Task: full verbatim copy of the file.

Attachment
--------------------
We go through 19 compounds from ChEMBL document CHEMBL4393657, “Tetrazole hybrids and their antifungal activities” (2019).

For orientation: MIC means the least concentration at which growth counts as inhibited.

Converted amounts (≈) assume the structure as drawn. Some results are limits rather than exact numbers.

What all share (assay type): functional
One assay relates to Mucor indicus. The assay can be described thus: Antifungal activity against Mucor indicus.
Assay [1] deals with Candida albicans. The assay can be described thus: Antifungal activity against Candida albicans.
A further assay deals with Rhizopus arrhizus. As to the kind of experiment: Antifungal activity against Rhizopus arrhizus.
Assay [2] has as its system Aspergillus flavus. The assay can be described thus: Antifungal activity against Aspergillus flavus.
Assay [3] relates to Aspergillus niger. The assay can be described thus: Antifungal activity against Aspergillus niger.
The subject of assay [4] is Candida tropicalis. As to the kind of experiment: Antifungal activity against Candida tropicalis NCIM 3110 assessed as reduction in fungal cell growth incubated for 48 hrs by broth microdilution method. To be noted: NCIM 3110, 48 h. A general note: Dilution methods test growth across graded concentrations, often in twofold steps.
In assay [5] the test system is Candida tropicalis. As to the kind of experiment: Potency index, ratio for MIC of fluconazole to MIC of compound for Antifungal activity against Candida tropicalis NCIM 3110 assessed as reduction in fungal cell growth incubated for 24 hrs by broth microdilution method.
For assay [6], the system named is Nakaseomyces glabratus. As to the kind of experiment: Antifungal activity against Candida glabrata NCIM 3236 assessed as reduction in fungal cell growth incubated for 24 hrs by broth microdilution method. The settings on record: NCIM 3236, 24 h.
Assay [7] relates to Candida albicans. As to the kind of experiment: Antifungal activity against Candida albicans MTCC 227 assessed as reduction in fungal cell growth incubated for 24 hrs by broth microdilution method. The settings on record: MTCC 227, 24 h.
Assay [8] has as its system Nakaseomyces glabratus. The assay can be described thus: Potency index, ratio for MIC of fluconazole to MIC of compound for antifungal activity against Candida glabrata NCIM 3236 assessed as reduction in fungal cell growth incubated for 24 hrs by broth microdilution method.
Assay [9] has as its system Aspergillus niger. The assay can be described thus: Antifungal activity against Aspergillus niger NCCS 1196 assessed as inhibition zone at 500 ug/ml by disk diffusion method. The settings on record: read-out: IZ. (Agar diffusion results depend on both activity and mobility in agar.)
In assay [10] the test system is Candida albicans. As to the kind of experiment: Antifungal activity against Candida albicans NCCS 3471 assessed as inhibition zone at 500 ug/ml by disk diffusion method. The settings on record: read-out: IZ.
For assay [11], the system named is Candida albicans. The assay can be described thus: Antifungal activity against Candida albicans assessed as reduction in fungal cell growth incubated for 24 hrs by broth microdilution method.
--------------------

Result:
We go through 19 compounds from ChEMBL document CHEMBL4393657, “Tetrazole hybrids and their antifungal activities” (2019).

For orientation: MIC means the least concentration at which growth counts as inhibited.

Converted amounts (≈) assume the structure as drawn. Some results are limits rather than exact numbers.

What all share (assay type): functional
One assay relates to Mucor indicus. The assay can be described thus: Antifungal activity against Mucor indicus.
Assay [1] deals with Candida albicans. The assay can be described thus: Antifungal activity against Candida albicans.
A further assay deals with Rhizopus arrhizus. As to the kind of experiment: Antifungal activity against Rhizopus arrhizus.
Assay [2] has as its system Aspergillus flavus. The assay can be described thus: Antifungal activity against Aspergillus flavus.
Assay [3] relates to Aspergillus niger. The assay can be described thus: Antifungal activity against Aspergillus niger.
The subject of assay [4] is Candida tropicalis. As to the kind of experiment: Antifungal activity against Candida tropicalis NCIM 3110 assessed as reduction in fungal cell growth incubated for 48 hrs by broth microdilution method. To be noted: NCIM 3110, 48 h. A general note: Dilution methods test growth across graded concentrations, often in twofold steps.
In assay [5] the test system is Candida tropicalis. As to the kind of experiment: Potency index, ratio for MIC of fluconazole to MIC of compound for Antifungal activity against Candida tropicalis NCIM 3110 assessed as reduction in fungal cell growth incubated for 24 hrs by broth microdilution method.
For assay [6], the system named is Nakaseomyces glabratus. As to the kind of experiment: Antifungal activity against Candida glabrata NCIM 3236 assessed as reduction in fungal cell growth incubated for 24 hrs by broth microdilution method. The settings on record: NCIM 3236, 24 h.
Assay [7] relates to Candida albicans. As to the kind of experiment: Antifungal activity against Candida albicans MTCC 227 assessed as reduction in fungal cell growth incubated for 24 hrs by broth microdilution method. The settings on record: MTCC 227, 24 h.
Assay [8] has as its system Nakaseomyces glabratus. The assay can be described thus: Potency index, ratio for MIC of fluconazole to MIC of compound for antifungal activity against Candida glabrata NCIM 3236 assessed as reduction in fungal cell growth incubated for 24 hrs by broth microdilution method.
Assay [9] has as its system Aspergillus niger. The assay can be described thus: Antifungal activity against Aspergillus niger NCCS 1196 assessed as inhibition zone at 500 ug/ml by disk diffusion method. The settings on record: read-out: IZ. (Agar diffusion results depend on both activity and mobility in agar.)
In assay [10] the test system is Candida albicans. As to the kind of experiment: Antifungal activity against Candida albicans NCCS 3471 assessed as inhibition zone at 500 ug/ml by disk diffusion method. The settings on record: read-out: IZ.
For assay [11], the system named is Candida albicans. The assay can be described thus: Antifungal activity against Candida albicans assessed as reduction in fungal cell growth incubated for 24 hrs by broth microdilution method.